I wanted to say the words that burned on my heart every time we had this argument—that if I hadn’t been born, Storm would be the Neshu fighter I aspired to be. But I remained silent, certain she knew the truth as well as I did.
She softened her voice. “You’ll bring Papa and Mama honor in your own time. Besides, you—”
“Move!” I pushed her out of the way as several fine, black steeds made their way across our path. As expected, I lowered my eyes and bowed my head, not daring to look even though I longed to cast a disdainful glance at them.
Willow peered after the riders. “Didn’t they see us?”
But we both knew the answer. It was up to us to move out of the way or be trampled. To the noble, a girl upon a country road had as much value as a flea in a horse’s ear.
“Stupid riders,” I said, threading my arm through Willow’s. “Let’s get your shopping done before they line the streets with dung, ?”
Willow nodded, and I watched the riders grow smaller as they headed toward town. For several delicious seconds, I imagined knocking one of them off his horse and riding it to the sea.
If Willow saw my smile, she ignored it.
Nandel sat nestled among the rolling fields of , a cultivated flower known for its medicinal properties and its use as both a flavoring in local dishes and a liqueur that was known to be the best in the province of Tenema—possibly all of Ylanda. The medicine, derived from the roots of the plant, was a potent antidote for everything from festering wounds to heart ailments; even many who didn’t sell spices or spirits had small fields for their own use. Our town was a popular place for visitors, not only because of the beautiful fields and local liqueur, but also because of the rich selection of shops and eateries.
Willow loved the bustling streets and crowded shops. I was happier at home, where I could write poetry and practice Neshu away from the gazes of those who wouldn’t approve.
I was also happier near Storm, whose world existed at home. He was our barely whispered secret—the damaged child who had stolen my parents’ honor. If our small property and the roof over our heads was good enough for him, it was good enough for me.
Also I hated shopping.
Hours later, my arms ached with the wrapped bundles I carried—a fine bathing pitcher, embroidery floss, scented oils, lace, and yards of silk and linen for bedclothes, table covers, and undergarments. We’d be doing much sewing in the weeks ahead. I groaned inwardly and tried not to think about it.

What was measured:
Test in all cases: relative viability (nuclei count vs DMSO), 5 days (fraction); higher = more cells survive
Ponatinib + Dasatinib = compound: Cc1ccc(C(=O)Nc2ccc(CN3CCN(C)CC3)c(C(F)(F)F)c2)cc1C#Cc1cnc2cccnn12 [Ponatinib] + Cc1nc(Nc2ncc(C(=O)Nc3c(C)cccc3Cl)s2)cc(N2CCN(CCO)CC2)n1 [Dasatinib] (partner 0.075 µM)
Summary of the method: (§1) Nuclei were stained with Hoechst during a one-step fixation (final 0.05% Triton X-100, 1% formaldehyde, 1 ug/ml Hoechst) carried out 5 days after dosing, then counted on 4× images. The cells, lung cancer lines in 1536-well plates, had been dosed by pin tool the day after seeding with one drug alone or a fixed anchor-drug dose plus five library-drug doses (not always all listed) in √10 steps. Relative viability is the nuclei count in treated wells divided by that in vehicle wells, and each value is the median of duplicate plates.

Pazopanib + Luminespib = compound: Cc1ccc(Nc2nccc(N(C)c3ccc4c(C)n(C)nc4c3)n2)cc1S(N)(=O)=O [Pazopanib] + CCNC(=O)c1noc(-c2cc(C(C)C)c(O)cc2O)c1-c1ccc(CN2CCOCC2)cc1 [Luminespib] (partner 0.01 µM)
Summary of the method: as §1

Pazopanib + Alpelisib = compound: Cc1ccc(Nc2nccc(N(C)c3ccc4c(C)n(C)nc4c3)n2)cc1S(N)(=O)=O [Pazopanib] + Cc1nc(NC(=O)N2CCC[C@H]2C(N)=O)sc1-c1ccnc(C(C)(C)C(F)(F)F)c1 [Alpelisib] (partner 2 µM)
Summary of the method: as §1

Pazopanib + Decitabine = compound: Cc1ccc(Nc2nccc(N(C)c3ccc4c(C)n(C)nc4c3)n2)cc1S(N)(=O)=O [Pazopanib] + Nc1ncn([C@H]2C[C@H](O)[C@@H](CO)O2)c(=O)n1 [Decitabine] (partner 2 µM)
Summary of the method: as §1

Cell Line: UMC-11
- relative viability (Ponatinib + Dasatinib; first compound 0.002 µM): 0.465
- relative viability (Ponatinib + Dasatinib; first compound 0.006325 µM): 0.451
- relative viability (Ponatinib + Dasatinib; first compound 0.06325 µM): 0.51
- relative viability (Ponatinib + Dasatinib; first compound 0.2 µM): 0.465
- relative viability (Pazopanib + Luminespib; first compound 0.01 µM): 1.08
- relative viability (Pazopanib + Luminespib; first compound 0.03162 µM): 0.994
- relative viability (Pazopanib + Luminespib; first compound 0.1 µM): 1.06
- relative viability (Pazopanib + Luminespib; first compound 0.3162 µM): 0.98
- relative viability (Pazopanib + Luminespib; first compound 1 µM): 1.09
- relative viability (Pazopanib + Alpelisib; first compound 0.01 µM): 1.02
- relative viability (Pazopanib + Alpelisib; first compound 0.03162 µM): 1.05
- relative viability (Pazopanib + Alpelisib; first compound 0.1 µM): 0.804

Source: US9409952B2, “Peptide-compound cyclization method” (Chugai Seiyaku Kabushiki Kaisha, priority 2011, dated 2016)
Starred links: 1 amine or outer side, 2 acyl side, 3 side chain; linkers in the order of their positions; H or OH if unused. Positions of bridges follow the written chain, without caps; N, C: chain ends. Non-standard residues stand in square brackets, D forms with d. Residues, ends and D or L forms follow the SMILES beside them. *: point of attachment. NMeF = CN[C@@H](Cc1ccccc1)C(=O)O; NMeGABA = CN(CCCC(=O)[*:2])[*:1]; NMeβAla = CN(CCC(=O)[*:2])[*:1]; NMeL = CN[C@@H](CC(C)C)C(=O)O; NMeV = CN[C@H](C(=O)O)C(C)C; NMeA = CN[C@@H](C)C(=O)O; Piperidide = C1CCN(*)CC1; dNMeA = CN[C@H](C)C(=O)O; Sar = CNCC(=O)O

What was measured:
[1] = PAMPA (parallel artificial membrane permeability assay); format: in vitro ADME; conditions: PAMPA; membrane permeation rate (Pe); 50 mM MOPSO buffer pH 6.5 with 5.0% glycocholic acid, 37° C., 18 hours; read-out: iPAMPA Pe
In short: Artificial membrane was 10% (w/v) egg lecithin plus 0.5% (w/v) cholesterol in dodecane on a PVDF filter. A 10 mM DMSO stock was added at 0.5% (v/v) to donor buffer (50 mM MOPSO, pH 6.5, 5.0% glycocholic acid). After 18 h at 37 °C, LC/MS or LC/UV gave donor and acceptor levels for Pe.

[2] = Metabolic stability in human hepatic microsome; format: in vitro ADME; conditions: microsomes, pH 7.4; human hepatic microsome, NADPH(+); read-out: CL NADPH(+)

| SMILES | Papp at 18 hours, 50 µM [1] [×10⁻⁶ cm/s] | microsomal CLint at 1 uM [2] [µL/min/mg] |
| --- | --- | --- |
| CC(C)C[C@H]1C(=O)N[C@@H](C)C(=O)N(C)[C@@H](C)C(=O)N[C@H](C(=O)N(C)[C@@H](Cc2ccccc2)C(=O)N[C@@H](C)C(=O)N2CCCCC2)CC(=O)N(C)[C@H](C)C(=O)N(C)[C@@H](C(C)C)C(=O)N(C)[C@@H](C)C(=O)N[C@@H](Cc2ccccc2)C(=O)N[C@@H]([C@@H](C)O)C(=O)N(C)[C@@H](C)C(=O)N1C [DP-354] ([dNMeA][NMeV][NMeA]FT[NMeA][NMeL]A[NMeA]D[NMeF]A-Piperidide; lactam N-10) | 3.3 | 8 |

Willow hugged her newfound treasure—an embarrassingly transparent nightgown that trailed to the floor and dragged behind her like an oversized broom. I couldn’t believe she’d actually tried it on and made me look at her. I’d requested an extra layer of paper wrapping to make sure nobody could see it.
“One more stop,” Willow said, leading me down a narrow, winding street I wasn’t familiar with.
“Why so far off the main square?” I tried not to sound irritable, but I was hungry as well as tired.
“Because Madam S’dora’s shop isn’t on the main square.”
Willow spun around, a mischievous glint in her eyes. “I hear she sells things for the wedding night.” She turned and kept walking.
“Things?” I hurried to keep up, the packages shifting and rolling in my arms. “What things?”
But she didn’t answer. I wasn’t even sure which shop was Madam S’dora’s, but I knew enough from local tongues to know what was in it—potions, powders, and, for all I knew, poisons, none of which would find their way onto any respectable apothecary’s shelves.
Her old-days name made it no secret that she was born in the province of Ytel, where people supposedly adhered to a belief in the old tales—and in magic. Some people laughed and rolled their eyes at the mention of her name; others scoffed and said she was evil. I wasn’t sure if it was because she believed in dragons or because she looked like one; I’d only seen her from a distance, once. I was five, and a sudden wind had blown a handkerchief from my hand. I ran to fetch it, and the tallest, thinnest woman I’d ever seen stepped from an alleyway, picked up the handkerchief, and held it out to me. I stared for several seconds before running away.
“It’s good you ran,” Mama had told me later. “Madam S’dora doesn’t walk on the light side of the moon.”
I sighed and hastened after my sister, bracing myself to walk into darkness.